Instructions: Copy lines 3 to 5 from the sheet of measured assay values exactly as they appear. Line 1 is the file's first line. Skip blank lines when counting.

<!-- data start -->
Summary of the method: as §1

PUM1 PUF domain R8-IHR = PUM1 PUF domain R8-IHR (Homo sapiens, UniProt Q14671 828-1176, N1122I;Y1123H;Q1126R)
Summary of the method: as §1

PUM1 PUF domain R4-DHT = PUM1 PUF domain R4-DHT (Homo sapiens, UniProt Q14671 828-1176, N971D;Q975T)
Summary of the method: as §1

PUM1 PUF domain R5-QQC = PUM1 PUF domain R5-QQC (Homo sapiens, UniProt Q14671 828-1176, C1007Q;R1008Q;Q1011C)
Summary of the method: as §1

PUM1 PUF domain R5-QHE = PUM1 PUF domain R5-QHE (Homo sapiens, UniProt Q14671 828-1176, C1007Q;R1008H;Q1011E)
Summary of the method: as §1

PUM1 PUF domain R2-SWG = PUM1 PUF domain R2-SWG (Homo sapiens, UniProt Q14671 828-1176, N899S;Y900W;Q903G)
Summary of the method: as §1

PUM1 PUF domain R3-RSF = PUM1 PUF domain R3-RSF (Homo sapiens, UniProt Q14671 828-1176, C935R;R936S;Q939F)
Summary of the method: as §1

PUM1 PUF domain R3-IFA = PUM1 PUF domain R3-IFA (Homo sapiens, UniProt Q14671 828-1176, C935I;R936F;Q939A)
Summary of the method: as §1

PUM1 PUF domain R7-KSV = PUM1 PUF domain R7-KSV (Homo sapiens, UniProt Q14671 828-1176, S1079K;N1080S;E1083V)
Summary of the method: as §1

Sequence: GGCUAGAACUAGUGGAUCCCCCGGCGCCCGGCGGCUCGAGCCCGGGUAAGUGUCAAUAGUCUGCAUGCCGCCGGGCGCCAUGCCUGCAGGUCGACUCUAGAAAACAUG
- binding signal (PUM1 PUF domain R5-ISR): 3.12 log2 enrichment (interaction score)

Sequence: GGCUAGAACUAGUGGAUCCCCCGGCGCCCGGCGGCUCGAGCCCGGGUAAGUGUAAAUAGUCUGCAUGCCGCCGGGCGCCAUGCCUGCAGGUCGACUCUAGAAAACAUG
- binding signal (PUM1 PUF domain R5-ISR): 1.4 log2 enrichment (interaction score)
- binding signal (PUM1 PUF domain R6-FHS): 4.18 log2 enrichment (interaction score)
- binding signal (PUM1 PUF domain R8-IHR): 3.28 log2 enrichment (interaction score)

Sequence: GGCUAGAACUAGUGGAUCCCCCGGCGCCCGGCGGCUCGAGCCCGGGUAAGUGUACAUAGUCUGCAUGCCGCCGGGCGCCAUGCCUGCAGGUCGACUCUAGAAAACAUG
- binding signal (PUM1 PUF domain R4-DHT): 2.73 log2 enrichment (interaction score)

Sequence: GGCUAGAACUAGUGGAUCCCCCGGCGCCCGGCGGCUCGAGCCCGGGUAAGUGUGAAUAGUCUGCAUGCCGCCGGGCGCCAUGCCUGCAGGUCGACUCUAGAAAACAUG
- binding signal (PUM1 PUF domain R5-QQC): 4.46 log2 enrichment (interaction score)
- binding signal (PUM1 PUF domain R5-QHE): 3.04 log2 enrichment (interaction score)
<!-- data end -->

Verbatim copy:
Summary of the method: as §1

PUM1 PUF domain R4-DHT = PUM1 PUF domain R4-DHT (Homo sapiens, UniProt Q14671 828-1176, N971D;Q975T)
Summary of the method: as §1